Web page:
16. Maybe this treatment of God lacks solemnity, but I was a solemn, churchgoing child, and I don’t know how to be that demure anymore. Like the apostle Paul said: “When I was a child, I spoke as a child, I understood as a child, I thought as a child; but when I became a man, I put away childish things.”  When I was a child, I watched Glee in secret and gasped when the cast performed the sacrilegious songs “Losing My Religion” and “One of Us.” But instead of putting away those sin-soaked images, I went to bed wanting to have sex with Quinn (Dianna Agron).
  17. (I still do.)
  18. Joan Osbourne: “If God had a face, what would it look like? And would you want to see, if seeing meant you had to believe in things like heaven and in Jesus and the saints and all the prophets?”
  19. That’s an apt phrase, Joan—“had to believe.” I’d rather no God exist than chance being saddled with an awful God.  Like, what if God turns out to be an old curmudgeon who condones racism or sexism or xenophobia or homophobia? I.e., what if God turns out to be exactly who Republicans say he is?  Then what’s a girl with a conscience to do? As Job’s wife said, “curse God and die”?  Or, as Republicans say (and I’m paraphrasing here), “curse women/POC/the gays and live”?
  20. What I was paraphrasing was “Make America Great Again.”
  21. God’s problematic if he comes with humans.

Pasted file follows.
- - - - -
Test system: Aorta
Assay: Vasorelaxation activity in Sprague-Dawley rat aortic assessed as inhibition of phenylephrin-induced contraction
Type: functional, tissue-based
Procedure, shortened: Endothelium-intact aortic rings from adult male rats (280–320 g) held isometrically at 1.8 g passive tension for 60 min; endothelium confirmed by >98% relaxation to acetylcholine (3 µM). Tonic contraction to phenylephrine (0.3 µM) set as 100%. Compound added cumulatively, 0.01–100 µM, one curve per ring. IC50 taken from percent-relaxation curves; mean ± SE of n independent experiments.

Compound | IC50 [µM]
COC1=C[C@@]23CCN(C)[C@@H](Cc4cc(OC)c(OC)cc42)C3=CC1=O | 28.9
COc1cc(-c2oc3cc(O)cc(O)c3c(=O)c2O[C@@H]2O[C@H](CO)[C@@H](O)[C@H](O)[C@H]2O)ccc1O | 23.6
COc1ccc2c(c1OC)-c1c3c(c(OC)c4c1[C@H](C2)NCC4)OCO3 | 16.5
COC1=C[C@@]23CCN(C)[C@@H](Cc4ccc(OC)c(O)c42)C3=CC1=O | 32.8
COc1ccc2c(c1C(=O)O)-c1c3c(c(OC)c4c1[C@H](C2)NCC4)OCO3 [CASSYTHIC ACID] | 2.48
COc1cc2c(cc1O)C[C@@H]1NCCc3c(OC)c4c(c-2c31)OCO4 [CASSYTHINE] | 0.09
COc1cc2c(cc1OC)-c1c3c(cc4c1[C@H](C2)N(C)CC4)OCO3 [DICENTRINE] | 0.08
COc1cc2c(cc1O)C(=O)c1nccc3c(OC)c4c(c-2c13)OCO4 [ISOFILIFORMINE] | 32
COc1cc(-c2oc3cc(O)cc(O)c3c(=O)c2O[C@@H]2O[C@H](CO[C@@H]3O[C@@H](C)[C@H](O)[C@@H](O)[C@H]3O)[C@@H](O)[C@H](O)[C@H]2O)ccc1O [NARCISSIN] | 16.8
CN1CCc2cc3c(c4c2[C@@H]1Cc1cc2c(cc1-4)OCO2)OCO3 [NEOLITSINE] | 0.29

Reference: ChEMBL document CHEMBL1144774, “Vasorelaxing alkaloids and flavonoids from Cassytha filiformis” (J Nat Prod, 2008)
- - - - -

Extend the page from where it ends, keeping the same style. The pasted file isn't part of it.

22. (I’m not nearly as hardcore an atheist as I am a misanthropist.)
  23. Take modern Judeo-Christians out of the equation and I don’t know where I stand on God. Maybe he’s rad. Maybe his followers are, too. Maybe they’re a big merry bunch of misanthropists together.  (That’s an oxymoron. Right? Not a paradox? I can never remember.)
  24. Or maybe God’s people (whoever they are—the Buddhists, the Muslims, the Rastafarians—do any of the religions have it right?)—maybe they’re like Crossfitters: unblinking, white-teethed, a little unhinged. Or—scarier—maybe they’re the manic Atkins devotees who won’t even eat broccoli because of the excess carbs. Maybe they’re the righteous vegans in Whole Foods, or the hangry juice-cleansers, or the smug intermittent fasters. Whoever God’s people are, they’re probably arrogant in the way of all humans who’re convinced they’ve unlocked The Answer.
  25. (But is The Answer worth the asceticism?)
  26. What if we could all just agree that there’s no Answer? What if we discarded The Question, put on our fat pants, and went to Olive Garden? What if we just lived?
  27. Then I guess we’d have nothing to fight about.
  28. (Would we have anything to write about?)

Alaina Symanovich holds an MA in English from Penn State University and is pursuing an MFA in Creative Nonfiction at Florida State University. Her work has appeared in Sonora Review, Superstition Review, Little Patuxent Review, and other journals.